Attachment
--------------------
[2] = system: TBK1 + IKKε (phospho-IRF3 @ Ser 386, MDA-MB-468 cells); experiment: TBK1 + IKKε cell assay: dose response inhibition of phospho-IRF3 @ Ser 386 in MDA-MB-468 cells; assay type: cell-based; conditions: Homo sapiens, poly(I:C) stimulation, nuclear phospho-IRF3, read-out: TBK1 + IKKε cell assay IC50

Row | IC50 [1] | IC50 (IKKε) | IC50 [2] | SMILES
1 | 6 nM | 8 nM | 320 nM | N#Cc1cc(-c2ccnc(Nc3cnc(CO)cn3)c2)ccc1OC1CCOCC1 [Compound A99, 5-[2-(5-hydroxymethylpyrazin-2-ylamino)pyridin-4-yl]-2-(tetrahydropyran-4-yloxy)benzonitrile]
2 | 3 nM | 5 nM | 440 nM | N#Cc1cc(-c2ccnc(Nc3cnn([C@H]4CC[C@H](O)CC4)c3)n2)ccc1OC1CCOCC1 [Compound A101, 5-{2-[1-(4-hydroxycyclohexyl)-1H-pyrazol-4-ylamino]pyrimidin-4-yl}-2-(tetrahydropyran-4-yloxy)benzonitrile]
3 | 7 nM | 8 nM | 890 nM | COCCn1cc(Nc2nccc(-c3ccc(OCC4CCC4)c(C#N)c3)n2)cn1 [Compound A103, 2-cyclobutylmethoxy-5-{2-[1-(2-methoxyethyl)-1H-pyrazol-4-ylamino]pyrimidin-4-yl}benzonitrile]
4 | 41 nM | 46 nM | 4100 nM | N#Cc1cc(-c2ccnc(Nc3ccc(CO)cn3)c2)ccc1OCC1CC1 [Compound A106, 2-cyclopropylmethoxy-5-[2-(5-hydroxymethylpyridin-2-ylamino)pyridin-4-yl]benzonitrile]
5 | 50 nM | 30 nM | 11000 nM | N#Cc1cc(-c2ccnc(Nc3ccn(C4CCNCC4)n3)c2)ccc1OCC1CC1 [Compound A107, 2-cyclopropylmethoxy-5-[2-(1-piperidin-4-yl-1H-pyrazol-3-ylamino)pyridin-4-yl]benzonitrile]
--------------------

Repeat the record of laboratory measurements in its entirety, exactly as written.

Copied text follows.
[2] = system: TBK1 + IKKε (phospho-IRF3 @ Ser 386, MDA-MB-468 cells); experiment: TBK1 + IKKε cell assay: dose response inhibition of phospho-IRF3 @ Ser 386 in MDA-MB-468 cells; assay type: cell-based; conditions: Homo sapiens, poly(I:C) stimulation, nuclear phospho-IRF3, read-out: TBK1 + IKKε cell assay IC50

Row | IC50 [1] | IC50 (IKKε) | IC50 [2] | SMILES
1 | 6 nM | 8 nM | 320 nM | N#Cc1cc(-c2ccnc(Nc3cnc(CO)cn3)c2)ccc1OC1CCOCC1 [Compound A99, 5-[2-(5-hydroxymethylpyrazin-2-ylamino)pyridin-4-yl]-2-(tetrahydropyran-4-yloxy)benzonitrile]
2 | 3 nM | 5 nM | 440 nM | N#Cc1cc(-c2ccnc(Nc3cnn([C@H]4CC[C@H](O)CC4)c3)n2)ccc1OC1CCOCC1 [Compound A101, 5-{2-[1-(4-hydroxycyclohexyl)-1H-pyrazol-4-ylamino]pyrimidin-4-yl}-2-(tetrahydropyran-4-yloxy)benzonitrile]
3 | 7 nM | 8 nM | 890 nM | COCCn1cc(Nc2nccc(-c3ccc(OCC4CCC4)c(C#N)c3)n2)cn1 [Compound A103, 2-cyclobutylmethoxy-5-{2-[1-(2-methoxyethyl)-1H-pyrazol-4-ylamino]pyrimidin-4-yl}benzonitrile]
4 | 41 nM | 46 nM | 4100 nM | N#Cc1cc(-c2ccnc(Nc3ccc(CO)cn3)c2)ccc1OCC1CC1 [Compound A106, 2-cyclopropylmethoxy-5-[2-(5-hydroxymethylpyridin-2-ylamino)pyridin-4-yl]benzonitrile]
5 | 50 nM | 30 nM | 11000 nM | N#Cc1cc(-c2ccnc(Nc3ccn(C4CCNCC4)n3)c2)ccc1OCC1CC1 [Compound A107, 2-cyclopropylmethoxy-5-[2-(1-piperidin-4-yl-1H-pyrazol-3-ylamino)pyridin-4-yl]benzonitrile]